Captain AC Barua, hailing from the Jorhat district of Assam, was born and raised in a humble environment. Having dedicated over three decades of his life to serving in the Indian Air Force, he eagerly awaited the rewards of retirement.
But little did he know that his perspective on ‘life after retirement’ would change drastically in 2007 when Assam was struck by a devastating flood.
During the rescue efforts, Barua encountered a distressed mother in her 80s and her disabled son trapped inside their collapsing house. “Her eyes still haunt me. She had nowhere to go but to stay inside their collapsing home. We helped them to come out of the house and I decided to come back with help to relocate them. But when I did, she was nowhere to be found,” tells the 80-year-old to The Better India.
Overwhelmed by feelings of remorse, despair, and powerlessness, Barua made the decision to establish a sanctuary for abandoned women. So, in 2011, he started an organisation called ‘Seneh’ with this purpose. Since then, he has provided assistance to 60 women through this initiative.
“Most of these women are found abandoned and starving on the streets. We bring them to our shelter and try to reach their families. If the family refuses to take them back, we give them shelter for the rest of their lives,” he claims.
‘A home for as long they live’
Fondly called ‘deuta’, which means father in Assamese, by the rescued women, Barua says he was unaware of the intensity of hardships that people face.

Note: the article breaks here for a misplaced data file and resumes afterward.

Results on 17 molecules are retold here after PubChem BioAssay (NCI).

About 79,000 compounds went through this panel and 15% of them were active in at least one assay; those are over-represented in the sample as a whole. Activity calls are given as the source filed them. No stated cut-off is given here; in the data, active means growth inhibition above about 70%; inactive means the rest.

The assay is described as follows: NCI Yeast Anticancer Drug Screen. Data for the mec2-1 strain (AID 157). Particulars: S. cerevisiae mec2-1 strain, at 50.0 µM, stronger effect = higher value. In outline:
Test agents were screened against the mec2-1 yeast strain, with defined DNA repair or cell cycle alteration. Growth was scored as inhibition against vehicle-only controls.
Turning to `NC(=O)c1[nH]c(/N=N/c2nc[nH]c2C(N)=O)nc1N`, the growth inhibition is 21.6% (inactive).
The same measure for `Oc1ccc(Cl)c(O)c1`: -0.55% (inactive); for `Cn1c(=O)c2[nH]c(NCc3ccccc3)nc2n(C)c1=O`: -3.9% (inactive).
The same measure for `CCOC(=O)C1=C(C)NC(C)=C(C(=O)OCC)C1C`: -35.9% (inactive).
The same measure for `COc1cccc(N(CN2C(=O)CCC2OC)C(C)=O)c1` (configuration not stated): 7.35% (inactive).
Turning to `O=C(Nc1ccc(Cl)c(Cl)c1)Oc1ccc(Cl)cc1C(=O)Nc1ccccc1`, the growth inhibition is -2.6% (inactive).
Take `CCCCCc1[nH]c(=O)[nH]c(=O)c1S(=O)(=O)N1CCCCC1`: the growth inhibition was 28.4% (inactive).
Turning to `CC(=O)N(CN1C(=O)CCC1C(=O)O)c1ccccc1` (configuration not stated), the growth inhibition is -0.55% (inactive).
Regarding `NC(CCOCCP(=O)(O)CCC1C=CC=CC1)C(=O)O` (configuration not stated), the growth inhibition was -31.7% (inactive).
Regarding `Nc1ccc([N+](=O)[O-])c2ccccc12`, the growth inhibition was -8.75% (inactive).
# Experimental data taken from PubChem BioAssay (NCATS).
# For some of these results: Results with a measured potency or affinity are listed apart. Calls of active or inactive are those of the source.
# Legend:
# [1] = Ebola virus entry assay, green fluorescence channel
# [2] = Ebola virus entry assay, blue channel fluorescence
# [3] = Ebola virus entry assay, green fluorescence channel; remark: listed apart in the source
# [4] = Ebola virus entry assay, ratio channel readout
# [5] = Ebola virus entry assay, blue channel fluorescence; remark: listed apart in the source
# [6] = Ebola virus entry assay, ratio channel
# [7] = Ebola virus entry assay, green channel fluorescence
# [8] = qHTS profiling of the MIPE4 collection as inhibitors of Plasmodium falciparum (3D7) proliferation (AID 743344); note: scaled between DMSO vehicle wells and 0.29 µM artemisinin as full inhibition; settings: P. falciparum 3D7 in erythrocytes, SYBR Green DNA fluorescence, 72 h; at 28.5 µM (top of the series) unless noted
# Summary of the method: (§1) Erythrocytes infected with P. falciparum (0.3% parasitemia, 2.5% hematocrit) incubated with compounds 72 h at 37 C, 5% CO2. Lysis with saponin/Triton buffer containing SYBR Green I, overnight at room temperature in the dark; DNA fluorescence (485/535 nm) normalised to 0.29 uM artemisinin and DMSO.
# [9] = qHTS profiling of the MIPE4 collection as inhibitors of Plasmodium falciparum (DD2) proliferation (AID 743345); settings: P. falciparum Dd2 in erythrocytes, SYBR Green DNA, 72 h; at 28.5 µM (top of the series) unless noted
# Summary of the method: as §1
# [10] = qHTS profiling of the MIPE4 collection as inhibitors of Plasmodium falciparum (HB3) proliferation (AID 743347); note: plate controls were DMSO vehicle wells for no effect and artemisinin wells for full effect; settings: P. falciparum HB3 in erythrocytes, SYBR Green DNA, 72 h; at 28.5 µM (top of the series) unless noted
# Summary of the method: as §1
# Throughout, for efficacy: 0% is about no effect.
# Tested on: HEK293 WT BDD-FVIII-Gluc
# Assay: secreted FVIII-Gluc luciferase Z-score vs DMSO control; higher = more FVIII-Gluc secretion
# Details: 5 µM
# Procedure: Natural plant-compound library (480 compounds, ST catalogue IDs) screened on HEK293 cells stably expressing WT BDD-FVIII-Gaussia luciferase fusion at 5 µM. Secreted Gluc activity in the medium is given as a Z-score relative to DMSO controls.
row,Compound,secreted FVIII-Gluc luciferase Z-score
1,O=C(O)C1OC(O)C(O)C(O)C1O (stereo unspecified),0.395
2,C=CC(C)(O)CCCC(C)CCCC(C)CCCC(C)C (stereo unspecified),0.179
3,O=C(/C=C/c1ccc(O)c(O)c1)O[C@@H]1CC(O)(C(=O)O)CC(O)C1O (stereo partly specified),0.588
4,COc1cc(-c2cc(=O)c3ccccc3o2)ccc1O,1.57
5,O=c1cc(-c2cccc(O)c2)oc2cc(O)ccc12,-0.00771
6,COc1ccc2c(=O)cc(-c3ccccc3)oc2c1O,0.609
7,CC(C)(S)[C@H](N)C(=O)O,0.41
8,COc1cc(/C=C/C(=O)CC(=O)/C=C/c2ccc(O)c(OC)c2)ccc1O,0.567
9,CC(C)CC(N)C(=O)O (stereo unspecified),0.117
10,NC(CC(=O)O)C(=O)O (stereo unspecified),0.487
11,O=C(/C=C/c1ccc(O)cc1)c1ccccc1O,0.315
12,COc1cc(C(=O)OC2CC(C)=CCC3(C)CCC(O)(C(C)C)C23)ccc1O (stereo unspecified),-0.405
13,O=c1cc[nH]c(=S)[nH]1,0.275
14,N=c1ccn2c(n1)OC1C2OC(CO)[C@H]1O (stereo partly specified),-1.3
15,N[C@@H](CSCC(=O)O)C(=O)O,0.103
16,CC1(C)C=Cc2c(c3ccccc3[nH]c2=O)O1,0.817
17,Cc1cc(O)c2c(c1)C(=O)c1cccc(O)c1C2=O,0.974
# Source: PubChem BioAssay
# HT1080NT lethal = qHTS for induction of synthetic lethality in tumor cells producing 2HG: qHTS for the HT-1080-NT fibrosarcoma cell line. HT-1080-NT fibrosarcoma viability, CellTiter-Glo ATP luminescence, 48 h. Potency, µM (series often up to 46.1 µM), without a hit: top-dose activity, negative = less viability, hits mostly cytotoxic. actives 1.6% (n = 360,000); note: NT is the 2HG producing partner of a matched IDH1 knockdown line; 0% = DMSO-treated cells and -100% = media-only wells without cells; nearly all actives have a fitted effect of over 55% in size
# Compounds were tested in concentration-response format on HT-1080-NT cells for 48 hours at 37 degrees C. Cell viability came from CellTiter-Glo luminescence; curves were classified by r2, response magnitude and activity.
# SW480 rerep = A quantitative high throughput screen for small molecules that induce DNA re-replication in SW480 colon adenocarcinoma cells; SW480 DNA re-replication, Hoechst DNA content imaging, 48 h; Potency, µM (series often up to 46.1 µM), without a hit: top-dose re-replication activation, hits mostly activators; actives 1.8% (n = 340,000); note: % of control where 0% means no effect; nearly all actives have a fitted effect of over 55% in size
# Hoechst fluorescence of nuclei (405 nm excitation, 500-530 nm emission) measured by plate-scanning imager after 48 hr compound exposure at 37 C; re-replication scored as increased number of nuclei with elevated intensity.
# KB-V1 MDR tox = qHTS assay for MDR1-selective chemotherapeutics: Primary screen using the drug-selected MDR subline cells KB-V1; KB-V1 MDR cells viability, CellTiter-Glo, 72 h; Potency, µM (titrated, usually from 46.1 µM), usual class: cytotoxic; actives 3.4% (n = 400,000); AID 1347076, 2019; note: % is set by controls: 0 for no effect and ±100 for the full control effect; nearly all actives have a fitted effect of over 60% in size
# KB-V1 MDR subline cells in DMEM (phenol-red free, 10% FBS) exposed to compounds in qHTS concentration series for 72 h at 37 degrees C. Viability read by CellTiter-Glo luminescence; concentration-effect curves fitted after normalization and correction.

“I was raised in a decent home and did not see much struggle. When I went on the rescue operation, it opened my eyes. Before that, I was blissfully unaware of how poor people in Assam are and how much support they need,” he shares.
Before laying the foundation of Seneh, Barua was an Indian Air Force officer with awards and accolades. “I was doing quite well in my posting. I was a captain, and my work was appreciated by the government. When I retired, I still had the vigour to do something else,” he says.
So, I decided to start a cargo business in Delhi with my close friend. We shipped cargo from one place to another using airways. Our business was flourishing, but after seven years, my partner died of a heart attack. I did not wish to continue without him and decided to close it,” he says.
Barua was already a member of the Assam Educational and Cultural Trust in Delhi, and after shutting down his cargo business, he was offered a unique opportunity.
“I was elected as the president of the association, and I felt elated to hold such a position and accepted the opportunity,” he says. But that’s when a flood hit parts of Assam, and he visited a small village as part of the rescue team.
“I was there with clothes and food for the suffering people. It was there that I came across this woman, who must have been at least 85 years old. She was sitting beside her son who was lying on a cot. On inquiry, I found that the woman is a domestic worker and the son lost the use of his legs in an accident,” he recalls.
“Her eyes were the picture of absolute devastation. She could not carry her disabled son out of the collapsing house nor could she leave him behind,” he says.
Barua says they helped the woman and her son get out of the collapsing house and decided to come back and find a more permanent place for the woman and his son. “When I returned, they were already gone. I can only hope that they found someplace to live. Her face still haunts me sometimes. I still think I could have done something,” he says.
That was the day when Barua decided to build a permanent home for people like her. He founded Seneh in 2011 in Guwahati.